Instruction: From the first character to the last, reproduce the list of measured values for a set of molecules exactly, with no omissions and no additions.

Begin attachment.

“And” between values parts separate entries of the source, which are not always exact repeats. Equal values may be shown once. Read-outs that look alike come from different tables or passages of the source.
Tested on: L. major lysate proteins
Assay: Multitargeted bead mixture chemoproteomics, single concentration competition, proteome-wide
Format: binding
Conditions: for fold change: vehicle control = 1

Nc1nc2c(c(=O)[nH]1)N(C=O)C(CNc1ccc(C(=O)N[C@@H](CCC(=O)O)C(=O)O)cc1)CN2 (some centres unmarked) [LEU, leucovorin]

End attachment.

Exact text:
“And” between values parts separate entries of the source, which are not always exact repeats. Equal values may be shown once. Read-outs that look alike come from different tables or passages of the source.
Tested on: L. major lysate proteins
Assay: Multitargeted bead mixture chemoproteomics, single concentration competition, proteome-wide
Format: binding
Conditions: for fold change: vehicle control = 1

Nc1nc2c(c(=O)[nH]1)N(C=O)C(CNc1ccc(C(=O)N[C@@H](CCC(=O)O)C(=O)O)cc1)CN2 (some centres unmarked) [LEU, leucovorin]